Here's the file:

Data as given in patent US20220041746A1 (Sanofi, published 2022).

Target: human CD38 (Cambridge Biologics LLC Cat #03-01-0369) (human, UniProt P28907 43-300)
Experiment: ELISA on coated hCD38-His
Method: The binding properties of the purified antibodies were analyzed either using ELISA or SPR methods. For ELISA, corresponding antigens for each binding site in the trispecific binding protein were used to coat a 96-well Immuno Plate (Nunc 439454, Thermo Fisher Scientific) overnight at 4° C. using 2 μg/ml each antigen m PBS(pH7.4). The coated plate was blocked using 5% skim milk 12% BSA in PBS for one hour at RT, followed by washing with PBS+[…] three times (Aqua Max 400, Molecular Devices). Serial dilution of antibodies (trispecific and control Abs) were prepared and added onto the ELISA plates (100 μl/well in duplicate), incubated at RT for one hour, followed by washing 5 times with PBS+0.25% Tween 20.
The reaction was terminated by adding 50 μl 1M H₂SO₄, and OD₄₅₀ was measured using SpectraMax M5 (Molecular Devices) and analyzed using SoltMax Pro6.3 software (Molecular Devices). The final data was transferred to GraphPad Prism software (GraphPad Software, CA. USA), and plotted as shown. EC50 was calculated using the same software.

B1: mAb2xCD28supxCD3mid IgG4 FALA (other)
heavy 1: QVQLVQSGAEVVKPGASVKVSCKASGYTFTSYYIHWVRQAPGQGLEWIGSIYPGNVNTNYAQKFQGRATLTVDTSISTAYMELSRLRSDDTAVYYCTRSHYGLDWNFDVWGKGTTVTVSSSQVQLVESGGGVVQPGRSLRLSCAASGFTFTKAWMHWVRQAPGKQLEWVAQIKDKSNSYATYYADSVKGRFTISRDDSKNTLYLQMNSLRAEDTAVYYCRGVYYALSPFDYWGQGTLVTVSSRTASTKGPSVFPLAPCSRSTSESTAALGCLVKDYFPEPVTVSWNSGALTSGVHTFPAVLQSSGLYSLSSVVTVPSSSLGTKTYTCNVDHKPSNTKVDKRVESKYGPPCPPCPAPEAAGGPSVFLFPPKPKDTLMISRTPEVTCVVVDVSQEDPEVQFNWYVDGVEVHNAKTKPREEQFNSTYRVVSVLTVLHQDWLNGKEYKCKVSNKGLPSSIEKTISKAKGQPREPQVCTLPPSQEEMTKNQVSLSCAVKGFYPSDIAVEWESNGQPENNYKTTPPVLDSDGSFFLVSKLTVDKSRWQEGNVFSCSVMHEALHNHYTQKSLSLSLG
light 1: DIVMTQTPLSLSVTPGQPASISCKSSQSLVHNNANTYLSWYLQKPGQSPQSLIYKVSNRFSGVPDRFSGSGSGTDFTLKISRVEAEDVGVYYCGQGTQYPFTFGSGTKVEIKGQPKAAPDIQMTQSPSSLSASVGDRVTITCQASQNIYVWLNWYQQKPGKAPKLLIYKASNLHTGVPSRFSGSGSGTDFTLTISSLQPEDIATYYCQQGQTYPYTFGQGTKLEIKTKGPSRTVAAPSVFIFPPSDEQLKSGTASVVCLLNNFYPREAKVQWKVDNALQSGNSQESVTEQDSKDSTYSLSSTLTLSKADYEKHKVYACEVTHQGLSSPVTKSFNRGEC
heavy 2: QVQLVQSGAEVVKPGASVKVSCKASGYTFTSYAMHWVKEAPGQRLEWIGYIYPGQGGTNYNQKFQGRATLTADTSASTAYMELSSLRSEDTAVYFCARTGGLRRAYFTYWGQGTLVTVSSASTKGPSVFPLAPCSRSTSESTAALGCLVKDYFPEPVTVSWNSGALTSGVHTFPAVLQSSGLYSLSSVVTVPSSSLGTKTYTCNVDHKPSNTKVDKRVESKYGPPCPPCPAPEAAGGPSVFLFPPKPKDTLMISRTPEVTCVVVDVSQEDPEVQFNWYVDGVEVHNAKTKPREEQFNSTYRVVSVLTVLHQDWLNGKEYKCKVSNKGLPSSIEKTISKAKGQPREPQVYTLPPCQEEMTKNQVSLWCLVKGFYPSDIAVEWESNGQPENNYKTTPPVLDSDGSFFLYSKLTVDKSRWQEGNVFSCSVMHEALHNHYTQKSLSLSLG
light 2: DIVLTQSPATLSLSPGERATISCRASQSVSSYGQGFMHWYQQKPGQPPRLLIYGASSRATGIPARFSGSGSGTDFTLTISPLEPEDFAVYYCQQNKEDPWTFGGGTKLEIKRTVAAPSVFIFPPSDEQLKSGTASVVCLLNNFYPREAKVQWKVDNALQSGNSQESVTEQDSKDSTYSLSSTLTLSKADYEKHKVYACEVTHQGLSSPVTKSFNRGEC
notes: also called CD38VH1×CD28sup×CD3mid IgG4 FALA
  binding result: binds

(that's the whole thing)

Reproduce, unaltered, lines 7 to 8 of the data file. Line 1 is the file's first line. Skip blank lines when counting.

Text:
heavy 1: QVQLVQSGAEVVKPGASVKVSCKASGYTFTSYYIHWVRQAPGQGLEWIGSIYPGNVNTNYAQKFQGRATLTVDTSISTAYMELSRLRSDDTAVYYCTRSHYGLDWNFDVWGKGTTVTVSSSQVQLVESGGGVVQPGRSLRLSCAASGFTFTKAWMHWVRQAPGKQLEWVAQIKDKSNSYATYYADSVKGRFTISRDDSKNTLYLQMNSLRAEDTAVYYCRGVYYALSPFDYWGQGTLVTVSSRTASTKGPSVFPLAPCSRSTSESTAALGCLVKDYFPEPVTVSWNSGALTSGVHTFPAVLQSSGLYSLSSVVTVPSSSLGTKTYTCNVDHKPSNTKVDKRVESKYGPPCPPCPAPEAAGGPSVFLFPPKPKDTLMISRTPEVTCVVVDVSQEDPEVQFNWYVDGVEVHNAKTKPREEQFNSTYRVVSVLTVLHQDWLNGKEYKCKVSNKGLPSSIEKTISKAKGQPREPQVCTLPPSQEEMTKNQVSLSCAVKGFYPSDIAVEWESNGQPENNYKTTPPVLDSDGSFFLVSKLTVDKSRWQEGNVFSCSVMHEALHNHYTQKSLSLSLG
light 1: DIVMTQTPLSLSVTPGQPASISCKSSQSLVHNNANTYLSWYLQKPGQSPQSLIYKVSNRFSGVPDRFSGSGSGTDFTLKISRVEAEDVGVYYCGQGTQYPFTFGSGTKVEIKGQPKAAPDIQMTQSPSSLSASVGDRVTITCQASQNIYVWLNWYQQKPGKAPKLLIYKASNLHTGVPSRFSGSGSGTDFTLTISSLQPEDIATYYCQQGQTYPYTFGQGTKLEIKTKGPSRTVAAPSVFIFPPSDEQLKSGTASVVCLLNNFYPREAKVQWKVDNALQSGNSQESVTEQDSKDSTYSLSSTLTLSKADYEKHKVYACEVTHQGLSSPVTKSFNRGEC